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"We are decades away from machine superintelligence"

Whether for private individuals or for companies: Computer science has become an important part of our existence. It helps us make decisions and solve problems - from very small ones in everyday life to very big ones like the Corona pandemic. In this interview, Donald Kossmann, head of the Microsoft Research Lab, talks about the opportunities, risks and limitations of current technologies, how he sees the future of computer science and why it doesn't have to be as complicated as it sometimes seems.

Oliver Bosse spoke with Donald Kossmann

You emphasise that in the world of informatics, lifelong learning should be given particularly great importance - by all of us, especially companies. Why?
Computer science and digitalisation really do affect everyone today. Everyone should benefit from technological progress. To do this, everyone must have a basic understanding of technology and learn how computers work and can help today.

However, technology is constantly and rapidly changing. Therefore, it is not enough to develop this basic understanding once and then sit back. You have to keep on the ball and keep an eye on how technology is developing and might develop in the future.

Lifelong learning of information technologies applies to individuals who want to develop in their profession or who have to make decisions about the use of technology in everyday life, such as choosing apps for their smartphone or using entertainment or security solutions for their home. But it also applies to businesses, large and small, that need to make investment decisions.

You wrote the book "The Miracle of Computer Science" for non-computer scientists and young people, which describes the essential ideas and concepts of computer science over time. Why is a low-threshold approach to this topic important?
Computer science is still considered complicated, which is why people don't bother with it. There are many misconceptions that lead to people who are unsuited for computer science studying computer science and, almost worse, people who are predestined for computer science not studying computer science. Therefore, the book offers an intuitive introduction to this subject with many everyday examples. Computer science does nothing other than what people have been doing for thousands of years - even without computers. Computer science only formalises these ideas in order to automate them with the help of the computer. Through this perspective and the everyday examples, the book aims to lower the entry threshold and create a basis so that non-computer scientists and young people can deal with computer science and future developments much more calmly.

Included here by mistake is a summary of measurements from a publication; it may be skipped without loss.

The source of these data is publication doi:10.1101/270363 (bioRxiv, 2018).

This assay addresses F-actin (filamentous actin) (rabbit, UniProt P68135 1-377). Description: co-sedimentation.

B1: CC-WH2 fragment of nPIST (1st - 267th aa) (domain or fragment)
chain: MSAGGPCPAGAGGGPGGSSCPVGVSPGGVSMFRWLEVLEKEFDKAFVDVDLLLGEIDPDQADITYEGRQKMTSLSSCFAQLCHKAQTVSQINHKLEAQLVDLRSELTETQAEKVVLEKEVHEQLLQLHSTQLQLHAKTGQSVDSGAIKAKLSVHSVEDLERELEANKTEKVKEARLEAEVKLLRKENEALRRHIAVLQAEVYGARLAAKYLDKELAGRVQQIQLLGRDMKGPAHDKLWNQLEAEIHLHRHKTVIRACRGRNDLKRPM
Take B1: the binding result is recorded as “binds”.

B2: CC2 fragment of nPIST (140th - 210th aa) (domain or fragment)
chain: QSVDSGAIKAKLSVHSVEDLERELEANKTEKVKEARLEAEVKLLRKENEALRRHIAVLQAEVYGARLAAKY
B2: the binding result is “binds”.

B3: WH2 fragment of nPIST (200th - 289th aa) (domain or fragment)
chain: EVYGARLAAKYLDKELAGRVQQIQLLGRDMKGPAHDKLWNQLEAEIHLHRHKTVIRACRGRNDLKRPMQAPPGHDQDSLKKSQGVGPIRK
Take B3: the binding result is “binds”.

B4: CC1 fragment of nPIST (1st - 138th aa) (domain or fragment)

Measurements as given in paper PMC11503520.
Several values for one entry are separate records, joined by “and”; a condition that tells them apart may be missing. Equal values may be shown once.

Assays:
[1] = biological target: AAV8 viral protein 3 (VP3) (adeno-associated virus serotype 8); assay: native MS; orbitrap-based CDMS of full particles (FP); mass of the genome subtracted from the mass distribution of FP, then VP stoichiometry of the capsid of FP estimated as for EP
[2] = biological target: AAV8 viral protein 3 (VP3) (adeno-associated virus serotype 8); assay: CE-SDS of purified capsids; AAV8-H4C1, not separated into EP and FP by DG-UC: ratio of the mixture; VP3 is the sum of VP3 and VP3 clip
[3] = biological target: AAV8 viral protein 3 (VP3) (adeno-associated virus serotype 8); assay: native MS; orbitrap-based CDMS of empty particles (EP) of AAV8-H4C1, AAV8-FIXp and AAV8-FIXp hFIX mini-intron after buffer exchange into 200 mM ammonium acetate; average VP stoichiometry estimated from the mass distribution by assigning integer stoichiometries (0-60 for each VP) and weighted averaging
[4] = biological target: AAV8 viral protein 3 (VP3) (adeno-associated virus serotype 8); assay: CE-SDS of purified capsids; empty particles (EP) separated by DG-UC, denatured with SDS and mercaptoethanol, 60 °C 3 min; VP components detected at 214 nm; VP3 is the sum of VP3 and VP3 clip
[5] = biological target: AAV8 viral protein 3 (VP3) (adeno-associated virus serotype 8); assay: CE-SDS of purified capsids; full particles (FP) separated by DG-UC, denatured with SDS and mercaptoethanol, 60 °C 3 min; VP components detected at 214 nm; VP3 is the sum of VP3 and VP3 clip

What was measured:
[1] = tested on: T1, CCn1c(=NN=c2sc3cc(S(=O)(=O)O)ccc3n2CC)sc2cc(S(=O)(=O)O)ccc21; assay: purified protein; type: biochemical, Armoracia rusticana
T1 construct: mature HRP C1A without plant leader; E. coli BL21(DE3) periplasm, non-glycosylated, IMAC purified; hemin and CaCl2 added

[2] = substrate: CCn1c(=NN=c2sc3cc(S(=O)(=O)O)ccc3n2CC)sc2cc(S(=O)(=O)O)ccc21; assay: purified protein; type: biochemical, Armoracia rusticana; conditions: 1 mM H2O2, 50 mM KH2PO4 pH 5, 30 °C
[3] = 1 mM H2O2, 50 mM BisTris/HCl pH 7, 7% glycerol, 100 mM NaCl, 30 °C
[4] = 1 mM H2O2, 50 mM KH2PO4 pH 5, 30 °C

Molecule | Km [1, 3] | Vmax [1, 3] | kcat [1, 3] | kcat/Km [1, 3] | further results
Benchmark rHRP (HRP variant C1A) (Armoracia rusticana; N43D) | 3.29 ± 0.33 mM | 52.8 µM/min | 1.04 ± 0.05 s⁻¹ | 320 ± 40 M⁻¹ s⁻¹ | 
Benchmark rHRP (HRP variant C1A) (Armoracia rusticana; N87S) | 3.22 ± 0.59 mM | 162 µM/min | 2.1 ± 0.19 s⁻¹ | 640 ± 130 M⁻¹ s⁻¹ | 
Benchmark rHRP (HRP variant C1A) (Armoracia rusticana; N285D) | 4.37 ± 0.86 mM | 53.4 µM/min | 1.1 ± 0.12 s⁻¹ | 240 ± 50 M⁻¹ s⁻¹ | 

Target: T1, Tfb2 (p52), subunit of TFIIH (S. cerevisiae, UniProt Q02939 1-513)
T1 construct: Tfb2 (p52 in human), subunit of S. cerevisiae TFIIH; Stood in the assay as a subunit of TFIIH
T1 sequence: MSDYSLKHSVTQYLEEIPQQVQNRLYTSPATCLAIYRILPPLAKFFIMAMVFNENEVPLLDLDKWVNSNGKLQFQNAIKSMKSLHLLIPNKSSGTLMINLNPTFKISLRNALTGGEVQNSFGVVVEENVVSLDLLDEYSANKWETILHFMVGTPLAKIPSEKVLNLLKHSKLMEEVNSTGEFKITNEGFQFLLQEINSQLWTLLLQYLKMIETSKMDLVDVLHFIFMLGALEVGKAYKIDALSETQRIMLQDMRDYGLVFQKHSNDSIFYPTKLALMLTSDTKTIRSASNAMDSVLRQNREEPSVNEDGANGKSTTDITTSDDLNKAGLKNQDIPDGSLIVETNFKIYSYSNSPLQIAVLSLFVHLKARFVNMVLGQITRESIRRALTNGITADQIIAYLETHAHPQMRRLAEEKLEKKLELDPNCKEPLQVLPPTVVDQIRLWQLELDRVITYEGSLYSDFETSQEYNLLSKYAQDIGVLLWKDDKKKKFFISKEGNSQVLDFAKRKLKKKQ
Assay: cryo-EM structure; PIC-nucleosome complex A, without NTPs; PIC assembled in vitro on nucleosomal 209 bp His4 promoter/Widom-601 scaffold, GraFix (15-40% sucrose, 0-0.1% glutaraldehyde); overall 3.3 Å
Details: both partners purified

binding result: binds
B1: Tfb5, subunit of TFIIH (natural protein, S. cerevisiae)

Can experienced computer scientists also learn something from the book?
I have also received positive feedback from computer scientists, especially about the chapter on artificial intelligence. The recent, rapid developments in artificial intelligence overwhelm even many computer scientists, and the book provides a simple perspective with examples that demystify the myth of artificial intelligence.

More and more companies are successfully using AI

Companies from a wide range of industries have already discovered the benefits of artificial intelligence. According to a study by Accenture, 12% of them are already so-called "AI Achievers", who clearly stand out from the competition with their advanced AI projects and for whom AI accounts for a large share of their business success. According to the study, the share of "AI Achievers" will rise to 27% in the next few years.

Click here to read the study!

First came the computer, then the internet, and according to you, the next big steps are the cloud and artificial intelligence (AI). How do these two things take us a decisive step further?
From my point of view, the dams of information technology have really broken with the cloud - and we are already feeling that today. Data that we collect with PCs and smartphones or on the web is increasingly moving to the cloud. There, we have practically unlimited possibilities to merge and process the data. The cloud can also be used to share experiences or data with others, who can learn from it again.